2018 Atlanta Pro Swim Series: SwimSquad Battles Projections


  • March 1-4, 2018
  • McAuley Aquatic Center
  • Atlanta, GA
  • LCM
  • Psych Sheet

The Atlanta stop of the 2018 Pro Swim Series kicks off tomorrow morning, and it’s time to project each SwimSquad’s starting lineup.

As a quick refresher, four retired Olympians drafted the entire U.S. National swim team (as well as a couple of 2016 Olympians) into four SwimSquads, and each captain gets to select 6 swimmers to start for each of the Pro Swim Series stops. Athletes earn points for their teams with a winning squad crowned at the end of the season. The captain of the winning team gets $10,000 to donate to a charity of their choice. The athletes can earn sponsor prizes (though NCAA athletes are restricted in prize acceptance under NCAA amateurism rules).

We covered the captains and rosters as they were announced. You can read more here, or check them out below:

Current Points:

Running Points
KrayzelburgSquad 107
CoughlinSquad 88
SandenoSquad 76
LezakSquad 67



  • Prior to each meet, the captain will select 6 swimmers from their overall roster to score.
  • Each of the six athletes is designated for one specific category, and can score in up to two events from that category. The categories are:
    • Free (50 through 1500)
    • Back (50 through 200)
    • Breast (50 through 200)
    • Fly (50 through 200)
    • IM (200 and 400, not the mystery order 200 IM)
    • Flex (any two races)
  • An athlete must make the top 8 to score points:
    • 1st: 10
    • 2nd: 8
    • 3rd: 7
    • 4th: 5
    • 5th: 4
    • 6th: 3
    • 7th: 2
    • 8th: 1


There are no stroke 50 shootouts in Atlanta, nor are there mixed medley relays to project. That means the scoring meta shifts a bit more to favor rangy types, without 50s of most strokes to pad points for sprinters. In Austin, every team used at least one starter in a stroke 50 – Team Krayzelburg was reliant on the sprints, starting Olivia Smoliga (50 back), Nic Fink (50 breast), Amanda Kendall (50 fly) and flex-man Matt Grevers (50 back) to ultimately win the Austin points by 19.

Team Coughlin had just a single starter in a stroke 50 (Molly Hannis50 breast), as did Team Sandeno (Katie Meili, 50 breast), while Team Lezak had two (Tim Phillips, 50 fly and Justin Ress, 50 back).

In Atlanta, most of the top college athletes are not entered, providing a big boost to teams who favored pro athletes in the draft. While active rosters were pretty even in Austin, this time around, Jason Lezak will have his pick of 11 athletes, while Natalie Coughlin and Kaitlin Sandeno only have 10 active swimmers from which to pick. Lenny Krayzelburg will have the toughest time selecting a starting lineup with only 8 swimmers active to fill 6 starting roles.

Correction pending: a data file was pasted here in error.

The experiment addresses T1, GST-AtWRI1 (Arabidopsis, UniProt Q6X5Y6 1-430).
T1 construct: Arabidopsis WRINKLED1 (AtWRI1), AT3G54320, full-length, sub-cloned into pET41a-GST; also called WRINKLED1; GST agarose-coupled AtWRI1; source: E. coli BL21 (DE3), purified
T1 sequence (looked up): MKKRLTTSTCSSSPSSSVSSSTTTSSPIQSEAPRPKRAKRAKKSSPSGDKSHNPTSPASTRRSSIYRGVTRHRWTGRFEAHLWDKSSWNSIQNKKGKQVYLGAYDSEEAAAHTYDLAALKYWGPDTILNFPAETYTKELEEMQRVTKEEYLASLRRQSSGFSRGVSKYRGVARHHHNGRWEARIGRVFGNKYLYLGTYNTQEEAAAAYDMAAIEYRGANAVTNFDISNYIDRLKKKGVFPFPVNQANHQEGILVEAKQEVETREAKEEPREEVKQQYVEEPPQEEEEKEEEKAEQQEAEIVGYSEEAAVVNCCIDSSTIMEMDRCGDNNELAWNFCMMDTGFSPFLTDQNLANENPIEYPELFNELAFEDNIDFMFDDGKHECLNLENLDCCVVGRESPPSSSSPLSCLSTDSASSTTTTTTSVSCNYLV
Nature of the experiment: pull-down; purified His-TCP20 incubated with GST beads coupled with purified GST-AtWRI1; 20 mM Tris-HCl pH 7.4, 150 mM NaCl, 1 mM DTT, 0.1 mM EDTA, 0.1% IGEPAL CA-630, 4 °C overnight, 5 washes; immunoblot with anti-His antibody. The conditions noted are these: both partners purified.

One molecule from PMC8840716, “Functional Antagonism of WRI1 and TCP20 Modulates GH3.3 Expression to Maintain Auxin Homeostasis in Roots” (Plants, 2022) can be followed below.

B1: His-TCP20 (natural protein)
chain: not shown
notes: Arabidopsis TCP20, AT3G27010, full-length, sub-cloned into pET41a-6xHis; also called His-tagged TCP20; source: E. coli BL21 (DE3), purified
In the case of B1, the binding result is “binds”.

Here’s the team-by-team breakdown:


Swimming for: Never Ever Give Up: Jessie Rees Foundation

Though the Krayzelburg Squad is short on depth this week, they’ve still got a pretty impressive lineup. The first few spots are easy. Olivia Smoliga is the only active swimmer on the roster swimming any backstroke, so she has to be the back starter despite only swimming the 100. Kelsi Worrell is the only swimmer in two fly events, so she’s a natural fit for the fly starter. Chase Kalisz is as sure a thing as there is for 20 points in the IM events, so slot him in there.

The freestyle spot is a question mark, and comes down to distance swimmer Ashley Twichell or sprinter Amanda Kendall. Kendall swam great in Austin, but also splits her focus with butterfly. Her events are much tougher this time around, too, with world record-holder Sarah Sjostrom in town along with Canadian youngsters Penny Oleksiak and Taylor Ruck. We’ll go with Twichell in the softer distance events, even though this will be her first long course meet of the season and it’s hard to know what to expect.

Krayzelburg has a tough choice on breaststroke. Will Licon confirmed that the Texas pros are tapering for Atlanta, which makes him the best option here, but it makes sense to use either Nic Fink or Breeja Larson in the flex spot to double-dip on this great roster of breaststrokers. (A second option would be to use Licon as a flex and include one of his great IM races, but it’s hard to predict whether his IM will be significantly higher scoring than either breaststroke).

Discipline Starter Events
Free Ashley Twichell 800/1500
Back Olivia Smoliga 100
Breast Will Licon 100/200
Fly Kelsi Worrell 100/200
IM Chase Kalisz 200/400
Flex Nic Fink 100BR/200BR



Swimming for: USA Swimming Foundation

Team Lezak has a league-high 11 swimmers active, and yet not a single one is swimming a single event backstroke. That’s a big downer that means Lezak will forfeit any points out of the backstroke starting spot. (We’re hoping he technically ‘starts’ one of his breaststrokers as a joke, because who doesn’t want to see Kevin Cordes listed as a starting backstroker?). That starting depth is great, but is really stacked up in breaststroke and freestyle, creating some tough decisions for Captain Lezak.